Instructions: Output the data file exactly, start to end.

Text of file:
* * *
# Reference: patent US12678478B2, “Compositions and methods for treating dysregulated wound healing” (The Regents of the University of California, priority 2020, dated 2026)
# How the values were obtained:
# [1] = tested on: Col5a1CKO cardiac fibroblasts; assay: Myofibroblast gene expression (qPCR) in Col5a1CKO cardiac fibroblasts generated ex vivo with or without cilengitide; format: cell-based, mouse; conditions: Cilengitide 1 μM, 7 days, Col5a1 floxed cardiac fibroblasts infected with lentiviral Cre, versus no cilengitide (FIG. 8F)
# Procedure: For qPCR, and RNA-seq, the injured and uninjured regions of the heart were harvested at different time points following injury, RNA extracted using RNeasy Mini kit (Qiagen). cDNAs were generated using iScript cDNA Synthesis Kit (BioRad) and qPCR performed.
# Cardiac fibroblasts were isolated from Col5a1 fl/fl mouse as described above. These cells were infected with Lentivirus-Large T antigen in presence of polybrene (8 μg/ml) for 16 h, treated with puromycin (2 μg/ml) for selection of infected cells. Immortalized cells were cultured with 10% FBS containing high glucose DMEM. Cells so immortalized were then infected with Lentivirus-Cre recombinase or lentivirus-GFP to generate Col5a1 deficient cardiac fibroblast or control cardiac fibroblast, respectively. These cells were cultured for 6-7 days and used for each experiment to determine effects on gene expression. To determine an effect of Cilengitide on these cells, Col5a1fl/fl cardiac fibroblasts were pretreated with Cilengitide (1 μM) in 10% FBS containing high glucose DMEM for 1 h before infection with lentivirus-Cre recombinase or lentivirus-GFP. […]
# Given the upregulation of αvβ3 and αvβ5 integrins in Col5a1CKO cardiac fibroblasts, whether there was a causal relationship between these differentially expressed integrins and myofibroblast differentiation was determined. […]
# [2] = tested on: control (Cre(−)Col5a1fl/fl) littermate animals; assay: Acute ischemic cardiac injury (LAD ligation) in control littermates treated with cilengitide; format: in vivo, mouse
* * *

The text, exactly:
# Reference: patent US12678478B2, “Compositions and methods for treating dysregulated wound healing” (The Regents of the University of California, priority 2020, dated 2026)
# How the values were obtained:
# [1] = tested on: Col5a1CKO cardiac fibroblasts; assay: Myofibroblast gene expression (qPCR) in Col5a1CKO cardiac fibroblasts generated ex vivo with or without cilengitide; format: cell-based, mouse; conditions: Cilengitide 1 μM, 7 days, Col5a1 floxed cardiac fibroblasts infected with lentiviral Cre, versus no cilengitide (FIG. 8F)
# Procedure: For qPCR, and RNA-seq, the injured and uninjured regions of the heart were harvested at different time points following injury, RNA extracted using RNeasy Mini kit (Qiagen). cDNAs were generated using iScript cDNA Synthesis Kit (BioRad) and qPCR performed.
# Cardiac fibroblasts were isolated from Col5a1 fl/fl mouse as described above. These cells were infected with Lentivirus-Large T antigen in presence of polybrene (8 μg/ml) for 16 h, treated with puromycin (2 μg/ml) for selection of infected cells. Immortalized cells were cultured with 10% FBS containing high glucose DMEM. Cells so immortalized were then infected with Lentivirus-Cre recombinase or lentivirus-GFP to generate Col5a1 deficient cardiac fibroblast or control cardiac fibroblast, respectively. These cells were cultured for 6-7 days and used for each experiment to determine effects on gene expression. To determine an effect of Cilengitide on these cells, Col5a1fl/fl cardiac fibroblasts were pretreated with Cilengitide (1 μM) in 10% FBS containing high glucose DMEM for 1 h before infection with lentivirus-Cre recombinase or lentivirus-GFP. […]
# Given the upregulation of αvβ3 and αvβ5 integrins in Col5a1CKO cardiac fibroblasts, whether there was a causal relationship between these differentially expressed integrins and myofibroblast differentiation was determined. […]
# [2] = tested on: control (Cre(−)Col5a1fl/fl) littermate animals; assay: Acute ischemic cardiac injury (LAD ligation) in control littermates treated with cilengitide; format: in vivo, mouse